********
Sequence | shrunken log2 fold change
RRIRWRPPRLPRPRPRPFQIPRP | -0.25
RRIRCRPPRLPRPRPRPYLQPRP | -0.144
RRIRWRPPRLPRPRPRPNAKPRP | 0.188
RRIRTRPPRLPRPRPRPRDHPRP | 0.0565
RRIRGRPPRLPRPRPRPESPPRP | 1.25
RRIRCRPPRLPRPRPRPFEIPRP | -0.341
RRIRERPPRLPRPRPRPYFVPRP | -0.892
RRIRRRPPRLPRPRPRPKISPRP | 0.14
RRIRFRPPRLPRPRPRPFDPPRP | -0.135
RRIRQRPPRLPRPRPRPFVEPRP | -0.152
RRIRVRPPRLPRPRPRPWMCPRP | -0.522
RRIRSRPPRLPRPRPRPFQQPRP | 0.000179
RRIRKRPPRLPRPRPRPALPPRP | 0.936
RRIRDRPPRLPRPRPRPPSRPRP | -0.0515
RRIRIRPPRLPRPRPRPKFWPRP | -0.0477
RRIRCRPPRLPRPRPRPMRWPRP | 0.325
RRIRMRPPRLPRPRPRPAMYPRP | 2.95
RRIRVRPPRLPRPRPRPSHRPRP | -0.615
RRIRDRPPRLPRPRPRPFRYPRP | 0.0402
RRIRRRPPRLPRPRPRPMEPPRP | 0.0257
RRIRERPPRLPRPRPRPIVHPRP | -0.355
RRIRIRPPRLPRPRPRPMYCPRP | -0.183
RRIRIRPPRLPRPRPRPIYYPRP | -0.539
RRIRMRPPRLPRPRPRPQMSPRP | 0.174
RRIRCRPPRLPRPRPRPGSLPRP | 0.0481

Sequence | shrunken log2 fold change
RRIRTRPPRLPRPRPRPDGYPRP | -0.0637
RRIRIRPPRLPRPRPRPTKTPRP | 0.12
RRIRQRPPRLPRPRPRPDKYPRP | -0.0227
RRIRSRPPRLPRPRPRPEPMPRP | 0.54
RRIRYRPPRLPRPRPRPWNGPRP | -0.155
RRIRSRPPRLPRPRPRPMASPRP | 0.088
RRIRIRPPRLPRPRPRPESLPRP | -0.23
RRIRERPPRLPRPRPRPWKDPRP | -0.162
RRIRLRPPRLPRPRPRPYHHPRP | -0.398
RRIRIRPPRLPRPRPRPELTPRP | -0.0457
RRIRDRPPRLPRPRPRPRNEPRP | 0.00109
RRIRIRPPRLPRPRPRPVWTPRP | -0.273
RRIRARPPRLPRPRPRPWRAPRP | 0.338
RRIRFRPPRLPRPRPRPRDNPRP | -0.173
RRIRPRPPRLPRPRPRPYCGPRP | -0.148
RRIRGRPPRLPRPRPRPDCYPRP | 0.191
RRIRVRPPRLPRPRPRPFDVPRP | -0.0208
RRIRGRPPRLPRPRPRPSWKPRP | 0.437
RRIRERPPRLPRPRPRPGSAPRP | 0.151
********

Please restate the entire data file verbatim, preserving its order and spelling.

Sequence | shrunken log2 fold change
RRIRWRPPRLPRPRPRPFQIPRP | -0.25
RRIRCRPPRLPRPRPRPYLQPRP | -0.144
RRIRWRPPRLPRPRPRPNAKPRP | 0.188
RRIRTRPPRLPRPRPRPRDHPRP | 0.0565
RRIRGRPPRLPRPRPRPESPPRP | 1.25
RRIRCRPPRLPRPRPRPFEIPRP | -0.341
RRIRERPPRLPRPRPRPYFVPRP | -0.892
RRIRRRPPRLPRPRPRPKISPRP | 0.14
RRIRFRPPRLPRPRPRPFDPPRP | -0.135
RRIRQRPPRLPRPRPRPFVEPRP | -0.152
RRIRVRPPRLPRPRPRPWMCPRP | -0.522
RRIRSRPPRLPRPRPRPFQQPRP | 0.000179
RRIRKRPPRLPRPRPRPALPPRP | 0.936
RRIRDRPPRLPRPRPRPPSRPRP | -0.0515
RRIRIRPPRLPRPRPRPKFWPRP | -0.0477
RRIRCRPPRLPRPRPRPMRWPRP | 0.325
RRIRMRPPRLPRPRPRPAMYPRP | 2.95
RRIRVRPPRLPRPRPRPSHRPRP | -0.615
RRIRDRPPRLPRPRPRPFRYPRP | 0.0402
RRIRRRPPRLPRPRPRPMEPPRP | 0.0257
RRIRERPPRLPRPRPRPIVHPRP | -0.355
RRIRIRPPRLPRPRPRPMYCPRP | -0.183
RRIRIRPPRLPRPRPRPIYYPRP | -0.539
RRIRMRPPRLPRPRPRPQMSPRP | 0.174
RRIRCRPPRLPRPRPRPGSLPRP | 0.0481

Sequence | shrunken log2 fold change
RRIRTRPPRLPRPRPRPDGYPRP | -0.0637
RRIRIRPPRLPRPRPRPTKTPRP | 0.12
RRIRQRPPRLPRPRPRPDKYPRP | -0.0227
RRIRSRPPRLPRPRPRPEPMPRP | 0.54
RRIRYRPPRLPRPRPRPWNGPRP | -0.155
RRIRSRPPRLPRPRPRPMASPRP | 0.088
RRIRIRPPRLPRPRPRPESLPRP | -0.23
RRIRERPPRLPRPRPRPWKDPRP | -0.162
RRIRLRPPRLPRPRPRPYHHPRP | -0.398
RRIRIRPPRLPRPRPRPELTPRP | -0.0457
RRIRDRPPRLPRPRPRPRNEPRP | 0.00109
RRIRIRPPRLPRPRPRPVWTPRP | -0.273
RRIRARPPRLPRPRPRPWRAPRP | 0.338
RRIRFRPPRLPRPRPRPRDNPRP | -0.173
RRIRPRPPRLPRPRPRPYCGPRP | -0.148
RRIRGRPPRLPRPRPRPDCYPRP | 0.191
RRIRVRPPRLPRPRPRPFDVPRP | -0.0208
RRIRGRPPRLPRPRPRPSWKPRP | 0.437
RRIRERPPRLPRPRPRPGSAPRP | 0.151